They’ve been received incredibly well, which just goes to show you how many people out there actually want to be a part of the solution to this epidemic. We get lots of stories from tradies on site who now get quite a kick out of drawing attention when they wear TradeMutt. It’s like they are almost daring someone to ask them about the shirt just so they can tell them what it’s about. It’s always a very disarming moment when two people find that deeper level of respect for one another when you can talk about a serious topic like mental health.
Do people reach out to you with stories of conversations their shirts have sparked? Are there any that have moved you?
Yes they do—and we love it. One thing that is very important to us is the human element and connections we’re creating. People reach out to us with some amazing and moving stories; we call them Humans of TradeMutt, a celebration of our community, shining a light on the incredible and relatable individuals who are leading by example and paving the way for others like them to feel supported to talk about the tough stuff.
However given the line of work we are in, we have had some incredibly tough and quite emotional conversations too. Standing in front of a father while he tells you about losing his only 18 year old son to suicide less than a year ago—well if that doesn’t bring you to your knees then not much will. You can never prepare for someone to bare their soul in front of you, but when that does happen, take a breath and keep your composure. It might be hard to hear it, but it’s even harder for that person to have lived through and then talk about.
Most people have no idea how to start a conversation about mental health—what are your tips?
There are a few really important things to consider if you are serious about opening up that conversation with someone. Firstly, just because you’re ready to talk, it doesn’t mean that the other person is, so don’t try to force it and don’t be disheartened if it doesn’t go the way you think. Secondly, you’re not there to fix the problem, so don’t approach the situation trying to offer solutions.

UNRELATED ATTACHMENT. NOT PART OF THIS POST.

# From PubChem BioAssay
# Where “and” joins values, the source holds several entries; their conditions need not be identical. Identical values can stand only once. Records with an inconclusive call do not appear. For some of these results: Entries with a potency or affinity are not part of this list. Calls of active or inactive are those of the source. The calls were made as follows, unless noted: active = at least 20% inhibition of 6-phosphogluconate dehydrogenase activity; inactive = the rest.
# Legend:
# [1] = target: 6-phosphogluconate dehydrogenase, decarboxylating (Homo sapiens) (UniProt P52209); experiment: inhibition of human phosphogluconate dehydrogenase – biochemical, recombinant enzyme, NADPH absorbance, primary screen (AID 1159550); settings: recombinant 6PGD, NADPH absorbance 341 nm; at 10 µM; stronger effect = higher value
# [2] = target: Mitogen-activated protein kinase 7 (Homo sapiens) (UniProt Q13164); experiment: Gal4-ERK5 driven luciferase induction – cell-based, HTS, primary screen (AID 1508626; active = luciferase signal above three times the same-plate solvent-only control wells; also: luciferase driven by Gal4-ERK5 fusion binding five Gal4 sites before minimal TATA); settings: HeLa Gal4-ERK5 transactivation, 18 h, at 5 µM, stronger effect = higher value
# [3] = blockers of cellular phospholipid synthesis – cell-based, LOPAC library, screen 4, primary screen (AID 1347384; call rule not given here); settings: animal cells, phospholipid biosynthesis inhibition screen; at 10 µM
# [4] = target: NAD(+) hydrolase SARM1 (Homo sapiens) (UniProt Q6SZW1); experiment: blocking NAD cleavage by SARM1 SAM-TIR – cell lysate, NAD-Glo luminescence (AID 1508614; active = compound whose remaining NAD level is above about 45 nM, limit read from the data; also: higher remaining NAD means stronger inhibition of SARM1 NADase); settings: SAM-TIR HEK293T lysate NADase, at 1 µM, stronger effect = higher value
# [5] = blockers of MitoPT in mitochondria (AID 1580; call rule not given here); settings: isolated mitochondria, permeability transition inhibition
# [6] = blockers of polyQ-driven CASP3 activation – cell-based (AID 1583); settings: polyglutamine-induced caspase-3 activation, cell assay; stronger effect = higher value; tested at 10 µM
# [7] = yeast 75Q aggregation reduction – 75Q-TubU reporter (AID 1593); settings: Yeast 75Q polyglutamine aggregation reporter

Third, you need to show vulnerability yourself. If you go in too heavy handed, you’ll have the opposite effect. Keep it as relaxed as possible, find common ground by opening up about some of your own struggles and meet that person half way instead of expecting them to come all the way over to you with their troubles. Other than that, just keep your cool, keep it calm, relaxed and don’t ever judge.
What are your own strategies for managing your mental health?
I mean, there are all those things that most people talk about like exercise, trying to put nourishing things in your body, good sleep, continual learning through reading and listening and of course taking time out to put your feet up and enjoy good music. However for me, the things that I hold most dear to me are deep human connections. Understanding who the people are around me that I love and trust the most who I consider my support network. Having a solid network of friends and family that I know I can talk to about anything keeps me grounded and feeling supported no matter what life throws my way. Solid and genuine human connection is the key.
You should also check out this queen’s crusade to end workplace bullying.
Image credit: TradeMutt